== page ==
What would be the effect on the economy if all VAT / sales tax was removed, but income tax was increased to compensate so that the government has no change in income?

  • $\begingroup$ Are you asking about a change in just one country, on the assumption that other countries retain any VAT / sales taxes they have? $\endgroup$ Jan 5 '20 at 10:47
  • $\begingroup$ @AdamBailey I suppose a change everywhere. $\endgroup$ Jan 5 '20 at 11:06
  • $\begingroup$ Came across this thebalance.com/… (opposite of this question) $\endgroup$ Mar 19 '20 at 21:46

In the long run there would be no difference as income will always eventually equal consumption so in the long run, flat 30% VAT tax would be equal to flat 30% Income tax. This is so because income can be only consumed or saved but saving is just deferred consumption. Assuming away some dynamic changes in taxation in future it does not make any difference from pure economics perspective.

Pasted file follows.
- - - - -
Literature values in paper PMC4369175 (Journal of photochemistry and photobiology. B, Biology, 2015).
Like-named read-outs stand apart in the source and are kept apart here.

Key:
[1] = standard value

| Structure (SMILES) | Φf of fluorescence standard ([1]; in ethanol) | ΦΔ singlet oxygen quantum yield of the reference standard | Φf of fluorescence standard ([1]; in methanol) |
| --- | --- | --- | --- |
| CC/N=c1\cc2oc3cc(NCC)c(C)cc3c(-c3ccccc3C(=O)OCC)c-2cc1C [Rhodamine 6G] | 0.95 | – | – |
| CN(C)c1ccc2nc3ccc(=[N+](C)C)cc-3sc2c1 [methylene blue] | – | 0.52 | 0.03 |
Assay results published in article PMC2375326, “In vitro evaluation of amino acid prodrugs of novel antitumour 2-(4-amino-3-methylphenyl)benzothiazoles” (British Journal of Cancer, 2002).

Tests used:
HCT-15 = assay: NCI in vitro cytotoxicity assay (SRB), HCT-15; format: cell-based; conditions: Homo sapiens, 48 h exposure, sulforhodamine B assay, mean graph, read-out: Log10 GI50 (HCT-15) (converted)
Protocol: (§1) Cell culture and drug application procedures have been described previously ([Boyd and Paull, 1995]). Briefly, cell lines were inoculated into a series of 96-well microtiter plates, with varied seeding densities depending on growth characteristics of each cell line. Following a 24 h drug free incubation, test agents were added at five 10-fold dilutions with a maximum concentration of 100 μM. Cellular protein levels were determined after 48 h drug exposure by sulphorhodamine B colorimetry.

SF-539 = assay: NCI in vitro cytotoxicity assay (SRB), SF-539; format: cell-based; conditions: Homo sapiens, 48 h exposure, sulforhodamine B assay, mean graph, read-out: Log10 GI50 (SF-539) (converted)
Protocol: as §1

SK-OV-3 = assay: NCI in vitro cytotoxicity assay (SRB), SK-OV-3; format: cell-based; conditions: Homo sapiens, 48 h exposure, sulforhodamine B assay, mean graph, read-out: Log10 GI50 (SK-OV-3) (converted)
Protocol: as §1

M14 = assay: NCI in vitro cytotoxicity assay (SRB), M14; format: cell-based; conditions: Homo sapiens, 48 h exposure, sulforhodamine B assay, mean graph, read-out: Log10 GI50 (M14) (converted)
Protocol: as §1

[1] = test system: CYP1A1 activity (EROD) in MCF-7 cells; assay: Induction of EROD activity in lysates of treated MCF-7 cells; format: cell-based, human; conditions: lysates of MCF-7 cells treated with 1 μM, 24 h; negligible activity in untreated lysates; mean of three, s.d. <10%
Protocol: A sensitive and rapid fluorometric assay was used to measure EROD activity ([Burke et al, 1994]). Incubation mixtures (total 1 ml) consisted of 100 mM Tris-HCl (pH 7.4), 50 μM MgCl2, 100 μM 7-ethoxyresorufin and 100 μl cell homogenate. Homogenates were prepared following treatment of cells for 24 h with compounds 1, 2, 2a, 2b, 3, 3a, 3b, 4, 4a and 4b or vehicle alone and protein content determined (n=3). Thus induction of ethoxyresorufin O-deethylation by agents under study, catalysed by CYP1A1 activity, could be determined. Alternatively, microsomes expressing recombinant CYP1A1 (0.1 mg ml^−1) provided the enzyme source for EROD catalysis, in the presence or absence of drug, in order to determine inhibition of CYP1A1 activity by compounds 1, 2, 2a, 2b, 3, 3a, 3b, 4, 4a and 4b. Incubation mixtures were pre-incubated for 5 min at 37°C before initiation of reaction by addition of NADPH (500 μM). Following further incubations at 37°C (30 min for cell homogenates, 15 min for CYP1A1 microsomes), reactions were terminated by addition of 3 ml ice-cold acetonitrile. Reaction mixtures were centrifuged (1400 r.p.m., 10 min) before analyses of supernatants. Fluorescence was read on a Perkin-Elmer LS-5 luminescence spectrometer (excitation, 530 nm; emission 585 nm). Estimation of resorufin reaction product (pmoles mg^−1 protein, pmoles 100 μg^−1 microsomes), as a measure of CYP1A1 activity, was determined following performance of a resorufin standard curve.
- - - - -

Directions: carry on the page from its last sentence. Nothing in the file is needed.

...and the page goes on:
However, in practice it is much better to have multiple sources of taxation instead of one. Having two sources of taxation helps combat tax avoidance (some people might easily avoid income tax like for example baby sitters or tutors but they can’t just as easily evade VAT). Also, in cases you care about redistribution it’s worth noting that it is very difficult to redistribute income with VAT if you apply it to individual products and not to total spending (which is virtually impossible in real life). So in cases where you want to have progressive non-linear tax to redistribute income, income tax is far superior instrument to VAT.

There is also some recent empirical evidence that shows that they might not be equivalent and which suggest labor taxes have higher welfare loss (you can see one example of such evidence here)). However, I would take the paper with a grain of salt. As the paper itself states it’s considered well known result in public economics that the two taxes are equivalent and laboratory experiments can have they own problems, and it’s hard to say what would be a convincing reason why they should not be equivalent. Still it’s worth knowing that the result is being challenged.


Your Answer

By clicking “Post Your Answer”, you agree to our terms of service, privacy policy and cookie policy

Not the answer you're looking for? Browse other questions tagged or ask your own question.